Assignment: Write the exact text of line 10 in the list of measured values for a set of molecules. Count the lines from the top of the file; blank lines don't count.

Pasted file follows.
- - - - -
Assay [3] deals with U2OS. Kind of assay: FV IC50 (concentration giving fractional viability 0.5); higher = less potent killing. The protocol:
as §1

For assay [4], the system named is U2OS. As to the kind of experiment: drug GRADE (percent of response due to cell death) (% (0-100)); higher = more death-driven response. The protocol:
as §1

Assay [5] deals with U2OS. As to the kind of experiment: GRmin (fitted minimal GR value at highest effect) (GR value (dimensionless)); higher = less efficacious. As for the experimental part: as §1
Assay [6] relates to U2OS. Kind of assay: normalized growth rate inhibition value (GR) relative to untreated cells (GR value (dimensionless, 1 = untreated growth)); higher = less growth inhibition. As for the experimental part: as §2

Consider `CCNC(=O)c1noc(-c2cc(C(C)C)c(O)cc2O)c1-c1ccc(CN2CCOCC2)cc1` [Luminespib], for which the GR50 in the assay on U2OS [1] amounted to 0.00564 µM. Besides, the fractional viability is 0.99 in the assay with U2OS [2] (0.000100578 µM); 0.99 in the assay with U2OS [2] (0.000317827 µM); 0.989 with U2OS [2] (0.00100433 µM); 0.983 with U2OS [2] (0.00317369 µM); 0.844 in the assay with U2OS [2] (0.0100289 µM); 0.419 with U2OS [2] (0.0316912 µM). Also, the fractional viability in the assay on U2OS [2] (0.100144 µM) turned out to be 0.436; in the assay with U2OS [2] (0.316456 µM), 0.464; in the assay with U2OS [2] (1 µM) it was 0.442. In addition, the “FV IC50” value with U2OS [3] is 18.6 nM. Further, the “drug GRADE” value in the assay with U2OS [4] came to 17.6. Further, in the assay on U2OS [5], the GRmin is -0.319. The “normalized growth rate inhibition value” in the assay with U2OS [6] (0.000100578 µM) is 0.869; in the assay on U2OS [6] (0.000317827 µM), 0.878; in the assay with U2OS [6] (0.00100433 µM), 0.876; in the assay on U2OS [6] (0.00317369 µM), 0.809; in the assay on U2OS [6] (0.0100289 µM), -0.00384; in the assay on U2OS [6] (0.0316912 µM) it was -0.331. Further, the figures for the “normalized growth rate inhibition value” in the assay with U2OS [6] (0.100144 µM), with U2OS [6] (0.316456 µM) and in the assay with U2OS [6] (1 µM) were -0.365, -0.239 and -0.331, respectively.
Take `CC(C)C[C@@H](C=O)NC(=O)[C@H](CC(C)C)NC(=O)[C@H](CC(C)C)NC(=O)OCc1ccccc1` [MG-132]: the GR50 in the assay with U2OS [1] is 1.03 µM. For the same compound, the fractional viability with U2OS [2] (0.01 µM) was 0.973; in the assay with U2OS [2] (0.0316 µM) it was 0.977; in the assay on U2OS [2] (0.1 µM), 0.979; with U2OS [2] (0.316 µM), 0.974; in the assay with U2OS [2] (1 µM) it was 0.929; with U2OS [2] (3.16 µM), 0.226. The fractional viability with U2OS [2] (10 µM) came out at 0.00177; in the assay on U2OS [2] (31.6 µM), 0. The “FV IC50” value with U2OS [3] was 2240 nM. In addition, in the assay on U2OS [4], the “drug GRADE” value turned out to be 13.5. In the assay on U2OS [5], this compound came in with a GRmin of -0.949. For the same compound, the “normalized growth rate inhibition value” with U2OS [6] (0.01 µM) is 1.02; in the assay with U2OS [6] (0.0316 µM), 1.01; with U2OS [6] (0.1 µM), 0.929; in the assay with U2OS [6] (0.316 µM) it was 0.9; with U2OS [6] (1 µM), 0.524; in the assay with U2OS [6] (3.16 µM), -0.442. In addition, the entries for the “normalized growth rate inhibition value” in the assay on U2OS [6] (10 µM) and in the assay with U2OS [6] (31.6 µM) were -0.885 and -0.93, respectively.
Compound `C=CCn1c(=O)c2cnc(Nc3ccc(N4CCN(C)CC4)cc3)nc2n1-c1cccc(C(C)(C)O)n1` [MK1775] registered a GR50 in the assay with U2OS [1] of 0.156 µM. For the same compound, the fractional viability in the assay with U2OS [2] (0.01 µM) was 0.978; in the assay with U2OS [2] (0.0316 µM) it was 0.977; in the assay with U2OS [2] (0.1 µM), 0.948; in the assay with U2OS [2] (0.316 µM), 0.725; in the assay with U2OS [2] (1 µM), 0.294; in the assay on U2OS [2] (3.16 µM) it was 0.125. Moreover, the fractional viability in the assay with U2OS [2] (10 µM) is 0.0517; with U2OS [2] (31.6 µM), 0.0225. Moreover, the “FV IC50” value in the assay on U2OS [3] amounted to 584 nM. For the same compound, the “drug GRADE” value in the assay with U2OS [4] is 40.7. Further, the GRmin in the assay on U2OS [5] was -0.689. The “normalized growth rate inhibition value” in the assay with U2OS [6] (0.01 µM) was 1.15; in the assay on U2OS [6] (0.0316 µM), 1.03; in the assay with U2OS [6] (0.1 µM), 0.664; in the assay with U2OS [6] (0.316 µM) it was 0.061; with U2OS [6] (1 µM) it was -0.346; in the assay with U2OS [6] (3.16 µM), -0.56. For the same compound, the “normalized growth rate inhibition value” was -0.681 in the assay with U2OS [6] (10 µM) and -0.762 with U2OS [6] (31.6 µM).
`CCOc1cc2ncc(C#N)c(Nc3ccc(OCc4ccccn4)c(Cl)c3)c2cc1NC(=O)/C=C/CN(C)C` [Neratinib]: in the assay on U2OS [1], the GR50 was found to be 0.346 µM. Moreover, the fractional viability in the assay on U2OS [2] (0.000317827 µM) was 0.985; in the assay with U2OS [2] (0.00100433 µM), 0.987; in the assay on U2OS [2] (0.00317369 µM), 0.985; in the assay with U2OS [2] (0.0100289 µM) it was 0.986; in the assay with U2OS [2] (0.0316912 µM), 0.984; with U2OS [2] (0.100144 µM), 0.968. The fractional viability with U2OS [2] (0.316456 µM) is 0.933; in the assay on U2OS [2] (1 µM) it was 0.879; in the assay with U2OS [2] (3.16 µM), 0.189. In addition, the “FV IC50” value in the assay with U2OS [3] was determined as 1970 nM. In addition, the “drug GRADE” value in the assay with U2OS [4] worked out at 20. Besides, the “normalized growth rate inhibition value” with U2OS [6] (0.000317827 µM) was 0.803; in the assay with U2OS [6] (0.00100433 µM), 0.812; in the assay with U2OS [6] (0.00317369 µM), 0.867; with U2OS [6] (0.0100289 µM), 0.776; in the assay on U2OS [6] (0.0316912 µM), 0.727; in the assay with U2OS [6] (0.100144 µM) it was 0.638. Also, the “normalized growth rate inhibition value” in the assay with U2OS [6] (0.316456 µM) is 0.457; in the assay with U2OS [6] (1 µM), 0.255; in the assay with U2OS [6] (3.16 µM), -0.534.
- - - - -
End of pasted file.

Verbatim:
`CCOc1cc2ncc(C#N)c(Nc3ccc(OCc4ccccn4)c(Cl)c3)c2cc1NC(=O)/C=C/CN(C)C` [Neratinib]: in the assay on U2OS [1], the GR50 was found to be 0.346 µM. Moreover, the fractional viability in the assay on U2OS [2] (0.000317827 µM) was 0.985; in the assay with U2OS [2] (0.00100433 µM), 0.987; in the assay on U2OS [2] (0.00317369 µM), 0.985; in the assay with U2OS [2] (0.0100289 µM) it was 0.986; in the assay with U2OS [2] (0.0316912 µM), 0.984; with U2OS [2] (0.100144 µM), 0.968. The fractional viability with U2OS [2] (0.316456 µM) is 0.933; in the assay on U2OS [2] (1 µM) it was 0.879; in the assay with U2OS [2] (3.16 µM), 0.189. In addition, the “FV IC50” value in the assay with U2OS [3] was determined as 1970 nM. In addition, the “drug GRADE” value in the assay with U2OS [4] worked out at 20. Besides, the “normalized growth rate inhibition value” with U2OS [6] (0.000317827 µM) was 0.803; in the assay with U2OS [6] (0.00100433 µM), 0.812; in the assay with U2OS [6] (0.00317369 µM), 0.867; with U2OS [6] (0.0100289 µM), 0.776; in the assay on U2OS [6] (0.0316912 µM), 0.727; in the assay with U2OS [6] (0.100144 µM) it was 0.638. Also, the “normalized growth rate inhibition value” in the assay with U2OS [6] (0.316456 µM) is 0.457; in the assay with U2OS [6] (1 µM), 0.255; in the assay with U2OS [6] (3.16 µM), -0.534.